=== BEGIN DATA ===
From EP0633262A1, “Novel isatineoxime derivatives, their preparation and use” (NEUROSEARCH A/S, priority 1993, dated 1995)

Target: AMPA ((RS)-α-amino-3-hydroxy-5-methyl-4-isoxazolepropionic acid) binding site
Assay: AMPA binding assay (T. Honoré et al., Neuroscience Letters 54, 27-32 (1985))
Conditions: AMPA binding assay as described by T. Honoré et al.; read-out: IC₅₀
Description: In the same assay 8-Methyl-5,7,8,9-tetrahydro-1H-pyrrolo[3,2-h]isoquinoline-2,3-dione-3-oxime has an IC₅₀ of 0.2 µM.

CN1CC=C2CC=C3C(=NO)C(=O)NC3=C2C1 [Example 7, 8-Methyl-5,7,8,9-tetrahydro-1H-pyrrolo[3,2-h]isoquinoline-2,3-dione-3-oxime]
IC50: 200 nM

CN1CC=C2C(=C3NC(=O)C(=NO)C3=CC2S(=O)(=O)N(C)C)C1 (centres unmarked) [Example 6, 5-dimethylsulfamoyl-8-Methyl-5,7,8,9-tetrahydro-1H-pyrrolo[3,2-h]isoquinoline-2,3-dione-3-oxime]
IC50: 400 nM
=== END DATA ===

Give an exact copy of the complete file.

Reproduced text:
From EP0633262A1, “Novel isatineoxime derivatives, their preparation and use” (NEUROSEARCH A/S, priority 1993, dated 1995)

Target: AMPA ((RS)-α-amino-3-hydroxy-5-methyl-4-isoxazolepropionic acid) binding site
Assay: AMPA binding assay (T. Honoré et al., Neuroscience Letters 54, 27-32 (1985))
Conditions: AMPA binding assay as described by T. Honoré et al.; read-out: IC₅₀
Description: In the same assay 8-Methyl-5,7,8,9-tetrahydro-1H-pyrrolo[3,2-h]isoquinoline-2,3-dione-3-oxime has an IC₅₀ of 0.2 µM.

CN1CC=C2CC=C3C(=NO)C(=O)NC3=C2C1 [Example 7, 8-Methyl-5,7,8,9-tetrahydro-1H-pyrrolo[3,2-h]isoquinoline-2,3-dione-3-oxime]
IC50: 200 nM

CN1CC=C2C(=C3NC(=O)C(=NO)C3=CC2S(=O)(=O)N(C)C)C1 (centres unmarked) [Example 6, 5-dimethylsulfamoyl-8-Methyl-5,7,8,9-tetrahydro-1H-pyrrolo[3,2-h]isoquinoline-2,3-dione-3-oxime]
IC50: 400 nM